Maybe you can make a series of short term 2-3 year plans and build upon them step by step, but the classical "he has a 10 year plan" is now a dinosaur. I’m not saying indulge in the moment, but let’s be practical, it’s devastating to train in a career for six years when the actual job itself only lasts maybe six years.

      No offense, but I read some of your articles, and they come across as hopelessly and traditionally structured towards the upper middle class. I don't think this is the best way to claw your way out of poverty. Telling the poor to simply go to college and become doctors and accountants is unoriginal and short sighted. I would go on to say that based on the college graduation rates around the world, the poor have followed this advice and it has hurt them more than helped.

      Creativity, flexibility and entrepreneurial spirit are probably the best chances the poor have of clawing their way out. Sorry, you come across as a person with a sociology degree and no experience. We already have enough lousy Keynesian economists.

    • gmwilliams profile imageAUTHOR

      Grace Marguerite Williams 

      7 years ago from the Greatest City In The World-New York City, New York

      To b. Malin: Thank you for your comments and for stopping by.

    • gmwilliams profile imageAUTHOR

      Grace Marguerite Williams 

      7 years ago from the Greatest City In The World-New York City, New York

      To GNelson and DonDWest: Thank you for your comments. I was born into a very middle class family and was middle to upper middle class all my life. However, when I attended school, I came into contact with students from poorer and working class backgrounds. Those are the people I am talking about.

      I have verification about poor people from those students and some maternal relatives. I have discovered that poorer people do whine and do not exert the effort to better themselves although there are vast opportunities to do so. Many poorer people rather live in inertia and fantasize and heat the more affluent than to get a marketable education and strategize to make their socioeconomic lives better. The poor use excuses while the wealthier class use smarts and strategies.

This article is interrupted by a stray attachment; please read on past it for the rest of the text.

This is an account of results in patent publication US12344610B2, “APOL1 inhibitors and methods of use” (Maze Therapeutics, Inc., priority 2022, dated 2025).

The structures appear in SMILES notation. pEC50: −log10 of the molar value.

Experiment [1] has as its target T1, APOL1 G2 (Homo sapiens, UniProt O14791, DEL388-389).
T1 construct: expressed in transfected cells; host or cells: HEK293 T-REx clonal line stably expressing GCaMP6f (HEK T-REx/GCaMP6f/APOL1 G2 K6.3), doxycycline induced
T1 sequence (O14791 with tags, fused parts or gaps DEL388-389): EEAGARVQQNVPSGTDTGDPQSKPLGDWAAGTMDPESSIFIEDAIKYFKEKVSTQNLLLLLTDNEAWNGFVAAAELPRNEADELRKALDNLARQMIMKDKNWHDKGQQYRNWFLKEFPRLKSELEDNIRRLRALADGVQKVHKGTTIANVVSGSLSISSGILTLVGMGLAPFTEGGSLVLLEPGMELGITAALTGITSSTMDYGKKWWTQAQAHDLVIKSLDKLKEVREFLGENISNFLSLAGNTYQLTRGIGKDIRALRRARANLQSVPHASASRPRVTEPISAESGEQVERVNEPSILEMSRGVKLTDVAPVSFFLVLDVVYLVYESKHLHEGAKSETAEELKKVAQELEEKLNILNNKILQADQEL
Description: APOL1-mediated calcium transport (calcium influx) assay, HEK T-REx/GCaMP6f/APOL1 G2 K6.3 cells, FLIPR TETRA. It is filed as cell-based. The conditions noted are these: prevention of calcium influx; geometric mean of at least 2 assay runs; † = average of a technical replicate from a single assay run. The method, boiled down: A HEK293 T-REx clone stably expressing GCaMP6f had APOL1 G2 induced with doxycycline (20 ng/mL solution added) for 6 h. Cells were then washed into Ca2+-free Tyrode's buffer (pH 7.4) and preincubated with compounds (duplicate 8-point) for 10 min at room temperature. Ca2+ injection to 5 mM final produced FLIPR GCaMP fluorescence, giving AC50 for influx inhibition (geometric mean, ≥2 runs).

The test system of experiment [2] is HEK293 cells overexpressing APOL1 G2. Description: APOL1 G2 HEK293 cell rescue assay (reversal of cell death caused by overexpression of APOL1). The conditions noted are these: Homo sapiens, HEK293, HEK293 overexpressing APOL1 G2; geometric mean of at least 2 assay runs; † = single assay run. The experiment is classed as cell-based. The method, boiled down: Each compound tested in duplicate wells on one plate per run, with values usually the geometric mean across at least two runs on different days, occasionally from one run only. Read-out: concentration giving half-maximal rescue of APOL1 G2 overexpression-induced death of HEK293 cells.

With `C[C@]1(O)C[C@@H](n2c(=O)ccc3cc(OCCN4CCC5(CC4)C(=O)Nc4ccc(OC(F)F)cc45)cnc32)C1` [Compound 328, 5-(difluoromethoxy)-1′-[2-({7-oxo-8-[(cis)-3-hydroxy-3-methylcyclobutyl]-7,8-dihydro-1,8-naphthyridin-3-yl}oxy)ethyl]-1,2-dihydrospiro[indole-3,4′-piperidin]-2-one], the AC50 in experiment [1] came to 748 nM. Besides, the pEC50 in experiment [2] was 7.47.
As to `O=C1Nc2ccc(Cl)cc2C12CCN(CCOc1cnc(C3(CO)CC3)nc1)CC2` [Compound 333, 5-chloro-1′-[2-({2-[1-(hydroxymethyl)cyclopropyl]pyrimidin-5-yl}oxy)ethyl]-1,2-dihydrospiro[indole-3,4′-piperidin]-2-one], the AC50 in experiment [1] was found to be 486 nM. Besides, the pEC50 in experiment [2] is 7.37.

Furthermore, while I was in college, I majored in sociology and studied the culture of poverty. Poorer people only think of the present pleasures. They do not believe in planning for their futures and in delayed gratification. They only think about instant gratification. The poor, especially in America, are the way they are because they WANT to be. Thank you.

    • b. Malin profile image

      b. Malin 

      7 years ago

      We used to call them the "Jones". I personally have Never Envied what someone else has. I feel if they worked to get where they are they should Enjoy Life to the Fullest. We may not be Rich, but we have what we want, we worked to get it, and we have our Health and are Happy. I also Raised my two Sons to strive and succeed...and they have. No one said Life is meant to be easier, but a lot depends on yourself.

    • DonDWest profile image


      7 years ago from Halifax, Nova Scotia, Canada

      GNelson, took the words right out of my mouth.

      I have come across dozens of gmwilliams who make the same argument. Surprisingly, many of them are people poorer than me, the same poor people he chastises. I'm often amazed how the poor defend the rich with greater vigour than the rich defend themselves. A book on the topic is long overdue.

      As for getting back to the subject matter at hand, I have a lot of greater things to worry about than what possessions my neighbours have. Sorry, I don't have the time or energy to fret over such things. Besides, I have too much of an independent mind to worry about status symbols. I don't know anyone like that of gmwilliams describes, but I do know a few poor people of the working class variety who speak like gmwilliams.

    • GNelson profile image


      7 years ago from Florida

      You must know a whole lot of whiners. I don't know anybody like that.